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07 June 2019

Rustenburg – Cold and flu fighting hints from Doctor Cornelia Geldenhuys could help to keep you healthy this winter.


As the weather gets colder, colds and flu seem to spread. “Common colds are the main reason that children miss school and adults are absent from work,” says doctor Geldenhuys. 

“First and foremost, it starts with a healthy diet. Make sure that you eat enough fruit and vegetables so that your body has the necessary vitamins to keep the flu at bay.

I would also advise that you make sure that you are always dressed warmly.”


Doctor Geldenhuys also advised to make sure you get enough vitamin C to boost your immune system and wash your hands frequently. “I always make sure to take vitamins during the winter to make sure that my body has the necessary strength to fight off infections.” 


Instead of coughing into your hand, cough into your arm or away from other people to avoid spreading germs. 


Regarding other preventive measures, Medhuys nurse Sheila Strydom said: “Flu vaccinations are very helpful – especially for the young and elderly.” Flu vaccines cause antibodies to develop in the body.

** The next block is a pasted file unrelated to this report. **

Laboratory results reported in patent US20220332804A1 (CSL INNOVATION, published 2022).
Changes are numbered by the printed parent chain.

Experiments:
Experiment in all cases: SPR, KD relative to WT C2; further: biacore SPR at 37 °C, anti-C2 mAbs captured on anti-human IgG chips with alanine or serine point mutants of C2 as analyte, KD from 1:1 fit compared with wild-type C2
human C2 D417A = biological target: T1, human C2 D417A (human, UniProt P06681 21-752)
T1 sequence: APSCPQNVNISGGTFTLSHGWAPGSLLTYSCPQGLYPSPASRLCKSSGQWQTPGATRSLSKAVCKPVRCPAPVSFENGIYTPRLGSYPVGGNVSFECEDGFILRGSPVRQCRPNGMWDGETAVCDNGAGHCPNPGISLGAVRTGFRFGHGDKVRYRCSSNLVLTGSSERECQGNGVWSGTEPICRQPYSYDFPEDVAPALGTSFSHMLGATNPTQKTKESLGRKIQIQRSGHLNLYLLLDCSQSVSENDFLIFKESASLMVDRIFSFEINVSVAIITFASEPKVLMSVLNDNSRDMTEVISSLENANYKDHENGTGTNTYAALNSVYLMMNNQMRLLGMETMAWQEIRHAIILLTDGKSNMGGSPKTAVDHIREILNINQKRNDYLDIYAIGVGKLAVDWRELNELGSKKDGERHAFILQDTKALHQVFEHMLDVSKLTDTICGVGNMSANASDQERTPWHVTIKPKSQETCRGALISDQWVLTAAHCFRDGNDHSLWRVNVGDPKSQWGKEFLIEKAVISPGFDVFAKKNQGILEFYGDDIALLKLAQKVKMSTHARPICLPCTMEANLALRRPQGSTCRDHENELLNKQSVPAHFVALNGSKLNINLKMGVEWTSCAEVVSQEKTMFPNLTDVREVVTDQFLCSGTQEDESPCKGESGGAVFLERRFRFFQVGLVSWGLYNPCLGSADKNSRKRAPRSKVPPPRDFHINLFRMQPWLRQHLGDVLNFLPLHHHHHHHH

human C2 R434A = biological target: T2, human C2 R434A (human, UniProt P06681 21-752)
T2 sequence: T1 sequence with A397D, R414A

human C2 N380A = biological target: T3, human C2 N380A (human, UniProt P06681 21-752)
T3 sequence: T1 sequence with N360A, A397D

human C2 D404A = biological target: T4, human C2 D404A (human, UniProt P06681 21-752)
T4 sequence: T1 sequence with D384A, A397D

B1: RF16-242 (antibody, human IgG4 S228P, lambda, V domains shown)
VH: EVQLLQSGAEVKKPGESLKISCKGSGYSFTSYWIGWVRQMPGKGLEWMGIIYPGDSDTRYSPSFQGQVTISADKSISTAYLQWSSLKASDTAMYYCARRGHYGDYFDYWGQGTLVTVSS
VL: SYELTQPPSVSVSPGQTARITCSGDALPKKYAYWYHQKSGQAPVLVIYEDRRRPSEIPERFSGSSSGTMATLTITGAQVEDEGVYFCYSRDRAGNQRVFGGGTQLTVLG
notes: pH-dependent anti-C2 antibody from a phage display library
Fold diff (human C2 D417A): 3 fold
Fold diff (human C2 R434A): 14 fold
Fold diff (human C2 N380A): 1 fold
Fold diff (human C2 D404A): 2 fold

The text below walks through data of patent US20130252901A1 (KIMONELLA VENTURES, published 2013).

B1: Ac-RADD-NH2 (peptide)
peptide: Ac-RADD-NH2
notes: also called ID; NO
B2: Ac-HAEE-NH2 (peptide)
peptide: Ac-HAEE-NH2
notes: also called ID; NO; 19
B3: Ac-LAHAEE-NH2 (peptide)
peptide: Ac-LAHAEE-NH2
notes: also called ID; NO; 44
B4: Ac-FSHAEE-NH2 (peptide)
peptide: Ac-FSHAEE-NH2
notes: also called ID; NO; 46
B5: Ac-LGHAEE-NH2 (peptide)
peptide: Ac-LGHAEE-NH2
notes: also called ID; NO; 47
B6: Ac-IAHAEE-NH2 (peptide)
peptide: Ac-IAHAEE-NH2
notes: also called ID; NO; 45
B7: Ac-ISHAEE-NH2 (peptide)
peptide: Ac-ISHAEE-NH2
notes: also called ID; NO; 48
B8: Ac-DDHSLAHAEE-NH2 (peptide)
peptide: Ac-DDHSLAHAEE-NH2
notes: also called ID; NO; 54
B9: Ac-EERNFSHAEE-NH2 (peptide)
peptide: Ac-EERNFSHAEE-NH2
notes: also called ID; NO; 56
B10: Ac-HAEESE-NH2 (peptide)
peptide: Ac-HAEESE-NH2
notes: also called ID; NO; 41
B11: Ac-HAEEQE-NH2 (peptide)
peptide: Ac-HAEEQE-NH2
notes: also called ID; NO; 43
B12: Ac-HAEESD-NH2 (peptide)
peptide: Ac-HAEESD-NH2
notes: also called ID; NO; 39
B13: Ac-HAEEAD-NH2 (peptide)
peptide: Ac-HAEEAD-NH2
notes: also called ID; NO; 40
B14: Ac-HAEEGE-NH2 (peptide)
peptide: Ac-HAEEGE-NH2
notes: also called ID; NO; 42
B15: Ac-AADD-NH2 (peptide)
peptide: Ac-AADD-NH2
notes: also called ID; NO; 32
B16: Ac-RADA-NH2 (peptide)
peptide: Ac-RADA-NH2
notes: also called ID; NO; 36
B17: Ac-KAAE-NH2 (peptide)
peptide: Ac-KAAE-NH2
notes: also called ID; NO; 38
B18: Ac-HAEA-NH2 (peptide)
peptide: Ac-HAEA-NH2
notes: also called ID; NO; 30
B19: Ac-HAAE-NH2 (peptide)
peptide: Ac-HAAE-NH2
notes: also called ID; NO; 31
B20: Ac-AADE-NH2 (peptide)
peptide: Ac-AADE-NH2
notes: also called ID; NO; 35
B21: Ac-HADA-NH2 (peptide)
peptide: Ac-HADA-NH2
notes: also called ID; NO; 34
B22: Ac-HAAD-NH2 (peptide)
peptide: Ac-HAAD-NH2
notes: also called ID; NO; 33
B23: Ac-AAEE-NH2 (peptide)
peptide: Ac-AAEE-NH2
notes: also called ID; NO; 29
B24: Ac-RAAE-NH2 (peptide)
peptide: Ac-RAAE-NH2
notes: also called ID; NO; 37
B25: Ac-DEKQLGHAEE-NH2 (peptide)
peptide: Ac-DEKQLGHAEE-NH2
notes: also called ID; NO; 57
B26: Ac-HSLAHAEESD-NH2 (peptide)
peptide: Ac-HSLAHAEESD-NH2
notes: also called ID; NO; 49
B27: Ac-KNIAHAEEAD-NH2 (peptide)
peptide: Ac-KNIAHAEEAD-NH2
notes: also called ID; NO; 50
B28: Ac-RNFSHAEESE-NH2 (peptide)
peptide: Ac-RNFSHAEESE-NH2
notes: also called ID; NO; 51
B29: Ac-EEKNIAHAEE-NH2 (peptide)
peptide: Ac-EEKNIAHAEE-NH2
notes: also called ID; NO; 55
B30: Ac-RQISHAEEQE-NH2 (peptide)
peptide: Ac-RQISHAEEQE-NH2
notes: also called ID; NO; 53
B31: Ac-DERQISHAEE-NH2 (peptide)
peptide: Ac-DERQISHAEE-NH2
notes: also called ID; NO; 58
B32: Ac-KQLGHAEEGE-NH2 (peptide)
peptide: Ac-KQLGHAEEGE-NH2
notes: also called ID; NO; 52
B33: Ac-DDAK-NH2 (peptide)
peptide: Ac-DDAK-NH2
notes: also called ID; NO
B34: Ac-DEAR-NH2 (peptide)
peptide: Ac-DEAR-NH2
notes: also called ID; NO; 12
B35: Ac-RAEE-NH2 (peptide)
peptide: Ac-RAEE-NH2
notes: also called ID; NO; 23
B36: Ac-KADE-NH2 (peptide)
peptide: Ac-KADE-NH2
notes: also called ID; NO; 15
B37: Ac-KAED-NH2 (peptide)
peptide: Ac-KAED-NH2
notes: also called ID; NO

These antibodies provide protection against infections from the viruses that are in the vaccine. The seasonal flu vaccine protects against the influenza viruses.


The common cold lasts about three days before you start to get better and over-the-counter medicine should be sufficient. Symptoms may very but the usual signs are:

 

  • Runny or stuffy nose
  • Sore throat
  • Cough
  • Congestion
  • Slight body aches or a mild headache
  • Sneezing
  • Low-grade fever
  • Generally feeling unwell (malaise)


If all these symptoms appear at the same time and you a high fever, it is better to go and see a medical practioner within the first 48-hours to prescribe anti-viral medication. It is vital that you take the necessary medicine within this timeframe.


If a cold is not treated in time, it can develop into something serious like pneumonia and bronchitis where a medical practitioner could prescribe antibiotics.

Medhuys nurse Sheila Strydom taking Mari Geldenhuys and Braam Geldenhuys’s temperature.
Doctor Cornelia Geldenhuys

 

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